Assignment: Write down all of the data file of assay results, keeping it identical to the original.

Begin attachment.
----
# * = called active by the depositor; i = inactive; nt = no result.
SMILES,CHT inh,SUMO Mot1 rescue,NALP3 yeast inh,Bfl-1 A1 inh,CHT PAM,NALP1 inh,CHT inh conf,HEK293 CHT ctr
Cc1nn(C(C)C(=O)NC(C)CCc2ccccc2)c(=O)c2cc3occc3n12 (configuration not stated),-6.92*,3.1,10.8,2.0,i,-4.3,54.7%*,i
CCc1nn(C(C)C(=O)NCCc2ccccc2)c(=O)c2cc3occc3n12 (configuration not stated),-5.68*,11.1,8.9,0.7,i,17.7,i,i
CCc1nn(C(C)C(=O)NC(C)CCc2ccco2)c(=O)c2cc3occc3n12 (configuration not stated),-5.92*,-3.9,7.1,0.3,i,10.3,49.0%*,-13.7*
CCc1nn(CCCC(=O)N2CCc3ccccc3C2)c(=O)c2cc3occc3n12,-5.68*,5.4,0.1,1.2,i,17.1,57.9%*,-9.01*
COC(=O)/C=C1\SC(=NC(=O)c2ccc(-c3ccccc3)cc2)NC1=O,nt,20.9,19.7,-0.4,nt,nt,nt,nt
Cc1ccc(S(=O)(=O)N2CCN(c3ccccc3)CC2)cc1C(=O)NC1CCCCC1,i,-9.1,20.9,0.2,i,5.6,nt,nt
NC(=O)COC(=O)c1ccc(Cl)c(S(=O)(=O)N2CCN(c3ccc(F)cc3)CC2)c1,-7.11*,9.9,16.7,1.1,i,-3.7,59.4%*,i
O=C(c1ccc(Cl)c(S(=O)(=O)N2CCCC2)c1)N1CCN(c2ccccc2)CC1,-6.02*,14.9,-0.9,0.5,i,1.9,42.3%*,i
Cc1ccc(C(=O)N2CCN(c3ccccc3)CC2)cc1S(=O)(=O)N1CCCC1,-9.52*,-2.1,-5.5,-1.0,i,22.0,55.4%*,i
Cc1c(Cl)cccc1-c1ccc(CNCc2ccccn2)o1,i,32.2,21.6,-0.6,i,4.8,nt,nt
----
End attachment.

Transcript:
# * = called active by the depositor; i = inactive; nt = no result.
SMILES,CHT inh,SUMO Mot1 rescue,NALP3 yeast inh,Bfl-1 A1 inh,CHT PAM,NALP1 inh,CHT inh conf,HEK293 CHT ctr
Cc1nn(C(C)C(=O)NC(C)CCc2ccccc2)c(=O)c2cc3occc3n12 (configuration not stated),-6.92*,3.1,10.8,2.0,i,-4.3,54.7%*,i
CCc1nn(C(C)C(=O)NCCc2ccccc2)c(=O)c2cc3occc3n12 (configuration not stated),-5.68*,11.1,8.9,0.7,i,17.7,i,i
CCc1nn(C(C)C(=O)NC(C)CCc2ccco2)c(=O)c2cc3occc3n12 (configuration not stated),-5.92*,-3.9,7.1,0.3,i,10.3,49.0%*,-13.7*
CCc1nn(CCCC(=O)N2CCc3ccccc3C2)c(=O)c2cc3occc3n12,-5.68*,5.4,0.1,1.2,i,17.1,57.9%*,-9.01*
COC(=O)/C=C1\SC(=NC(=O)c2ccc(-c3ccccc3)cc2)NC1=O,nt,20.9,19.7,-0.4,nt,nt,nt,nt
Cc1ccc(S(=O)(=O)N2CCN(c3ccccc3)CC2)cc1C(=O)NC1CCCCC1,i,-9.1,20.9,0.2,i,5.6,nt,nt
NC(=O)COC(=O)c1ccc(Cl)c(S(=O)(=O)N2CCN(c3ccc(F)cc3)CC2)c1,-7.11*,9.9,16.7,1.1,i,-3.7,59.4%*,i
O=C(c1ccc(Cl)c(S(=O)(=O)N2CCCC2)c1)N1CCN(c2ccccc2)CC1,-6.02*,14.9,-0.9,0.5,i,1.9,42.3%*,i
Cc1ccc(C(=O)N2CCN(c3ccccc3)CC2)cc1S(=O)(=O)N1CCCC1,-9.52*,-2.1,-5.5,-1.0,i,22.0,55.4%*,i
Cc1c(Cl)cccc1-c1ccc(CNCc2ccccn2)o1,i,32.2,21.6,-0.6,i,4.8,nt,nt